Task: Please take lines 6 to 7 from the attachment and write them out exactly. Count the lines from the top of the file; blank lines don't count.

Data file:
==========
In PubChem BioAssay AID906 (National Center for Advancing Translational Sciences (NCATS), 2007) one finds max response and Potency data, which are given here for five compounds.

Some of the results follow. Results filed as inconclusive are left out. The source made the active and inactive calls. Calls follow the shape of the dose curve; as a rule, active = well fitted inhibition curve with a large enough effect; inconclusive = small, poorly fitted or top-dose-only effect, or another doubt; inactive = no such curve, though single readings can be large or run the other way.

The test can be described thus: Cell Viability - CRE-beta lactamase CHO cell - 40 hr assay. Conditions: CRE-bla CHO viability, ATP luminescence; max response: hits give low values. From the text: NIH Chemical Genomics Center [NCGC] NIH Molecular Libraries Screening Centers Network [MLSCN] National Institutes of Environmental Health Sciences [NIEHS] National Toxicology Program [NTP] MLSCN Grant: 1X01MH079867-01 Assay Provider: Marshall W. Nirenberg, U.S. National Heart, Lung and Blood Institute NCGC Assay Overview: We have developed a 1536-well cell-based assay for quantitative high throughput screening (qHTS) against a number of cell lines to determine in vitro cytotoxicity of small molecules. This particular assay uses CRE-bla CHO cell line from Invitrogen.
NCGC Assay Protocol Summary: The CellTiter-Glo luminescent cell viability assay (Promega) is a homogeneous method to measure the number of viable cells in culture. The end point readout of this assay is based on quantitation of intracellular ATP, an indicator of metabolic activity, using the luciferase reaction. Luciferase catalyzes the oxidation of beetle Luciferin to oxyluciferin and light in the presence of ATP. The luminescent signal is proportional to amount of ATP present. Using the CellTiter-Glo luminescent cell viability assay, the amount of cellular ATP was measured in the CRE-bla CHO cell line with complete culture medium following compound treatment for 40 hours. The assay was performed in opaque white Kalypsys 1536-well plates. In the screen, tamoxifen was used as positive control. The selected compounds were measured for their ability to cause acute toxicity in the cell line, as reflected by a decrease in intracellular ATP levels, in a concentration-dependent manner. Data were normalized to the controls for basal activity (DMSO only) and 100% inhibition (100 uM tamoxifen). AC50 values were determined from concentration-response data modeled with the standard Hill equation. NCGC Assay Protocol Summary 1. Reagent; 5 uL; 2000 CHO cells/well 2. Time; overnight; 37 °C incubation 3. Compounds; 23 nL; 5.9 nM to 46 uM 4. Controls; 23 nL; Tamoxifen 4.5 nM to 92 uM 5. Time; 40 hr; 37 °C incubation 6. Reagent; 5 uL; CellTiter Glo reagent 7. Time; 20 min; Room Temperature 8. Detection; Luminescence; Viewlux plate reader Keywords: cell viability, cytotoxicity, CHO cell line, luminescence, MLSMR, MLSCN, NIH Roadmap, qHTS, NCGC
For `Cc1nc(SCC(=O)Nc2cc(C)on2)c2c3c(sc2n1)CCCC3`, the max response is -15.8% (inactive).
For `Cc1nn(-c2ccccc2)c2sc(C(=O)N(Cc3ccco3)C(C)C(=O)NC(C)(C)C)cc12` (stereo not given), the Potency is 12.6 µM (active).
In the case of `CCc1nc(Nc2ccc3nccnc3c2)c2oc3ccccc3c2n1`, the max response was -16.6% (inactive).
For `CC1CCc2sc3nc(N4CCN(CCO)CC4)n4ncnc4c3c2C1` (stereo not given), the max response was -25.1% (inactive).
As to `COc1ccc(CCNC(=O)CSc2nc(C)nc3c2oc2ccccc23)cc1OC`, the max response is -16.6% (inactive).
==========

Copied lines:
For `Cc1nn(-c2ccccc2)c2sc(C(=O)N(Cc3ccco3)C(C)C(=O)NC(C)(C)C)cc12` (stereo not given), the Potency is 12.6 µM (active).
In the case of `CCc1nc(Nc2ccc3nccnc3c2)c2oc3ccccc3c2n1`, the max response was -16.6% (inactive).